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Call to extend roo cull trial

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January 31, 2018

A trial allowing legally harvested kangaroo carcases to be salvaged for pet food is due to expire in March and Member for Euroa Steph Ryan is pushing the Victorian Government to extend the scheme across regional Victoria and make it permanent.

A trial allowing legally harvested kangaroo carcases to be salvaged for pet food is due to expire in March and Member for Euroa Steph Ryan is pushing the Victorian Government to extend the scheme across regional Victoria and make it permanent.

Ms Ryan said kangaroos were wreaking havoc on Victoria’s roads and not enough was being done to ensure the state’s kangaroo population was managed in a sustainable way.

‘‘The Coalition’s Kangaroo Pet Food Trial is a practical measure to address Victoria’s kangaroo problem,’’ Ms Ryan said.

‘‘It reduces waste, allows carcases to be repurposed and creates employment, but it is soon due to expire.

‘‘There have been 797 collisions with animals resulting in injury or fatality in Victoria over the last five years, according to VicRoads crash data.

‘‘This figure does not include the huge number of smaller prangs which have resulted in damage to vehicles, inconvenience to drivers and costly repair works, or the frightening near misses most of us have encountered.

‘‘The overwhelming feedback I am receiving from my constituents is that kangaroo numbers are out of control, they are making our roads dangerous and more needs to be done,’’ Ms Ryan said.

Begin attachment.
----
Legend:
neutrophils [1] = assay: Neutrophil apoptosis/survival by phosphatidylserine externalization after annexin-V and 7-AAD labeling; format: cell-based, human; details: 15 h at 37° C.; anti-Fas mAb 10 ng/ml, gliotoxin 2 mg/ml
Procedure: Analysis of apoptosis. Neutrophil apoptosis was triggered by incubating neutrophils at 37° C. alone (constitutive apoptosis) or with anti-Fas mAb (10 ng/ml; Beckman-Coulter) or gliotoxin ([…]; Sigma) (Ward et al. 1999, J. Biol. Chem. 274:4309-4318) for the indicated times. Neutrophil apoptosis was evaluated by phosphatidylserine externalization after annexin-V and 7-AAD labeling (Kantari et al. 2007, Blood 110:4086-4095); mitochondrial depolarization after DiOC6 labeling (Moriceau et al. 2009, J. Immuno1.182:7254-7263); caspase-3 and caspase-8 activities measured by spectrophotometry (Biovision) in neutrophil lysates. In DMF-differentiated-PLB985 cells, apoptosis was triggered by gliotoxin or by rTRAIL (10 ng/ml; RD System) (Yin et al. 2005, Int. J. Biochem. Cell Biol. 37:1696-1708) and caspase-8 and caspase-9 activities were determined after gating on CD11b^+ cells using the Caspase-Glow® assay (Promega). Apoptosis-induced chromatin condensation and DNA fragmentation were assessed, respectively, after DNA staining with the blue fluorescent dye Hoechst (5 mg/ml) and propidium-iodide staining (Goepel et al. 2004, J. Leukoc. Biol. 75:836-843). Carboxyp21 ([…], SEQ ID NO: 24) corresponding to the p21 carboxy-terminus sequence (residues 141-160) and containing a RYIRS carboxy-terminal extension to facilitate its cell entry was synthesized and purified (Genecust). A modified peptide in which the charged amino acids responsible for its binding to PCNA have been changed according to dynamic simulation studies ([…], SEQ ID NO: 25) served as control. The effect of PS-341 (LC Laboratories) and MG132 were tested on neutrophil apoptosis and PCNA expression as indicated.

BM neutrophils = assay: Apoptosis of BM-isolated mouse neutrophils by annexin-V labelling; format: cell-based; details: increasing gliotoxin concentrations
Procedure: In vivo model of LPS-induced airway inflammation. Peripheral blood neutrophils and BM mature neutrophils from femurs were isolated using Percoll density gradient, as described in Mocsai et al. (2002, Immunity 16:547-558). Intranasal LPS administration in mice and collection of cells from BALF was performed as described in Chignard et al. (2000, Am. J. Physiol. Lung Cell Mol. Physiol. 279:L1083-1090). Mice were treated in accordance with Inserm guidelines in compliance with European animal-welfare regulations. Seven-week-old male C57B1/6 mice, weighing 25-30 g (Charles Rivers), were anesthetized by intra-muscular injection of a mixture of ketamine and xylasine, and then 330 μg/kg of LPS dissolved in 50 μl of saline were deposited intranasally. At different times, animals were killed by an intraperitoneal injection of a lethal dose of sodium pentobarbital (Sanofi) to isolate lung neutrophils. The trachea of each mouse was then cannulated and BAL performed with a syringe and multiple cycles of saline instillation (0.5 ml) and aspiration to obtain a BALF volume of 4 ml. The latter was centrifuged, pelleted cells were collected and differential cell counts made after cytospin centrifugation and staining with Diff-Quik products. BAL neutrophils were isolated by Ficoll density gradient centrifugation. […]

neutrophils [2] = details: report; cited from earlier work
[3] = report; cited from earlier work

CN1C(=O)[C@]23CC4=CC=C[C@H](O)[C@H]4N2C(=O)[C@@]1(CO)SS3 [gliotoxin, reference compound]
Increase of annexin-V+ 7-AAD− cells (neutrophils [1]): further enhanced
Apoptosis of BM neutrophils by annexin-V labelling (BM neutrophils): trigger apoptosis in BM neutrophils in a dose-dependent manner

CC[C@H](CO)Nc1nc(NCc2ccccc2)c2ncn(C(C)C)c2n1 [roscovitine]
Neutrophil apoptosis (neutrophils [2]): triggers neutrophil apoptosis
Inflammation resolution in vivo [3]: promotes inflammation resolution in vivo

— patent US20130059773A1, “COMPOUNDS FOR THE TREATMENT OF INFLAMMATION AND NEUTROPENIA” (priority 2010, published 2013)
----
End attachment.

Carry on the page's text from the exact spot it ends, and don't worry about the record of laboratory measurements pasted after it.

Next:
‘‘Extending this scheme across all regional local government areas in Victoria and making it permanent is one step the government should be taking.’’

Seymour resident Andrea McKenzie, who regularly travels along Hume Fwy to Kilmore for work, knows only too well what an encounter with a kangaroo on the road can mean.

Ms McKenzie said she was lucky to escape with only minor physical injuries after her vehicle collided with a kangaroo on her way to work one morning, but was shaken by the incident.

‘‘As a frequent driver along this road, I see hundreds of kangaroos at all times of the day,’’ Ms McKenzie said.

‘‘Many of these are roadkill, meaning that other drivers have ended up in the same unfortunate situation as me, hitting the kangaroo, damaging their car and being out of pocket due to vehicle repairs and possible time away from work.

‘‘I’m sure some people have endured more serious injuries than myself.’’

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